Hundreds of Google employees have signed a protest letter over the company’s reported work on a censor-friendly search engine to get back into China.
The employees, according to a New York Times report, are demanding more transparency so they can understand the moral implications of their work, said the Times, which obtained a copy of the letter.
It has been signed by 1,400 employees and is circulating on the company’s internal communications system, the newspaper said, quoting three persons who are familiar with the document.
The letter argues that the search engine project and Google’s apparent willingness to accept China’s censorship requirements “raise urgent moral and ethical issues.”
“Currently we do not have the information required to make ethically-informed decisions about our work, our projects, and our employment,” they say in the letter, according to the Times.
Employee anger flared with a report earlier this month in The Intercept that Google is secretly building a search engine that will filter content banned in China and thus meet Beijing’s tough censorship rules.
Google withdrew its search engine from China eight years ago due to censorship and hacking.
The new project is said to be codenamed “Dragonfly.”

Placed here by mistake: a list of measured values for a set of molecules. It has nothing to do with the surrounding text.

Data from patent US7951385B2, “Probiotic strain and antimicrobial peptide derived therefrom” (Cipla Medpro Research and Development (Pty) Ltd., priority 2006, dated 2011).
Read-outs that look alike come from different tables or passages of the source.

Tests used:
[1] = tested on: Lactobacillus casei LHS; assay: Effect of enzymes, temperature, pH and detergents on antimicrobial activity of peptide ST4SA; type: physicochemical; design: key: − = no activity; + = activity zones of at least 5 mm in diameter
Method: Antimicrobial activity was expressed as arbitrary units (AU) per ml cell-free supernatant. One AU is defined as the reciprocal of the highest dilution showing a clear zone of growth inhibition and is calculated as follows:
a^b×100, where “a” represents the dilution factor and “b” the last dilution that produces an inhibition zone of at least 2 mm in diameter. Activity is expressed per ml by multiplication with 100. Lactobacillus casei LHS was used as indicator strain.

The tech giant had already come under fire this year from thousands of employees who signed a petition against a $10-million contract with the US military, which was not renewed.
With the secret project, Google employees are reportedly worried that they might unknowingly be working on technology that could help China hide information from its people.
“We urgently need more transparency, a seat at the table, and a commitment to clear and open processes: Google employees need to know what we’re building,” the protest letter says, according to the Times.
At a townhall gathering of employees on Thursday, Google CEO Sundar Pichai said the firm was committed to transparency, and that while it was “exploring many options”, it was “not close to launching a search product in China,” the Financial Times reported, citing a person present at the meeting.